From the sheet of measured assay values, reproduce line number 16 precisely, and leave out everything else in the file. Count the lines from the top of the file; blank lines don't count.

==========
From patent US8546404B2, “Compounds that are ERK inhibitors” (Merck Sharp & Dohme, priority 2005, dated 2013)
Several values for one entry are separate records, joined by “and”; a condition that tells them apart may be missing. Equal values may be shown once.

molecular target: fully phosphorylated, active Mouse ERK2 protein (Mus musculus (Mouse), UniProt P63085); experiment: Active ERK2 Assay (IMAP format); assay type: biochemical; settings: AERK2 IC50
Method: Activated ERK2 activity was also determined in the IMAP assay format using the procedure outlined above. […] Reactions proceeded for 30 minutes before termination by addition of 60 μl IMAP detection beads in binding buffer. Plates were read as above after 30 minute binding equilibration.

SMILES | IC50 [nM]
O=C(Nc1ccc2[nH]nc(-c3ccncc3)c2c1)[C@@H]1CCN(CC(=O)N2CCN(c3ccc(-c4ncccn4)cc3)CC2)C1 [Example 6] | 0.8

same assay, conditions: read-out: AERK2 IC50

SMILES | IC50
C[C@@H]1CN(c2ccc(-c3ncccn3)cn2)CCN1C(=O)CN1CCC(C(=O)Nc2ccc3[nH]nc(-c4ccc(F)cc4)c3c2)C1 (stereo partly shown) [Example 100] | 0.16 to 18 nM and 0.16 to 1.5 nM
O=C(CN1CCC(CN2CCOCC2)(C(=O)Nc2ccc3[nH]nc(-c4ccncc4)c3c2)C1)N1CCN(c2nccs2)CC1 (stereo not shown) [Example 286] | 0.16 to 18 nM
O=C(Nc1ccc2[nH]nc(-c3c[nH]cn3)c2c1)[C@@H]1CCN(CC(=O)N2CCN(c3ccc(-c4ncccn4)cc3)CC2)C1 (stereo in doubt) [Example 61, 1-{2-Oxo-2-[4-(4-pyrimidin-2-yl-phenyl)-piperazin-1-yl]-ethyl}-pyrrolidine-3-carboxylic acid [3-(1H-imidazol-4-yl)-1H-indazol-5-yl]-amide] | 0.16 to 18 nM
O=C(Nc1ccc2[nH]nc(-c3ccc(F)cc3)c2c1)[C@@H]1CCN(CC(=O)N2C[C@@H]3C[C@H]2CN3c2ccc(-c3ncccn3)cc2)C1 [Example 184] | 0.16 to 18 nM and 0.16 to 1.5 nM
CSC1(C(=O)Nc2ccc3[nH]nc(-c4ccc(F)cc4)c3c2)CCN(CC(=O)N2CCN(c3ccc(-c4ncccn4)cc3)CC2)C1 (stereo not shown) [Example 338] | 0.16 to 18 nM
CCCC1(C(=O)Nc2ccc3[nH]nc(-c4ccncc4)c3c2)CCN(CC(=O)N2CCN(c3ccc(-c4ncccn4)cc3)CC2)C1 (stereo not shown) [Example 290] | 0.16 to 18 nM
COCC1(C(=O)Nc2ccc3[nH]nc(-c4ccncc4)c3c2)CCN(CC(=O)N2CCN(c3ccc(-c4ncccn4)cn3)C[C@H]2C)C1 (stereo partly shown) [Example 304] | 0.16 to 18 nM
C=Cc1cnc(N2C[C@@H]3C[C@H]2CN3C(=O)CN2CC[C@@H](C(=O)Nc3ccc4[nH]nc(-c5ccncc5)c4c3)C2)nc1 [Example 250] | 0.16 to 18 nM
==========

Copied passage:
C=Cc1cnc(N2C[C@@H]3C[C@H]2CN3C(=O)CN2CC[C@@H](C(=O)Nc3ccc4[nH]nc(-c5ccncc5)c4c3)C2)nc1 [Example 250] | 0.16 to 18 nM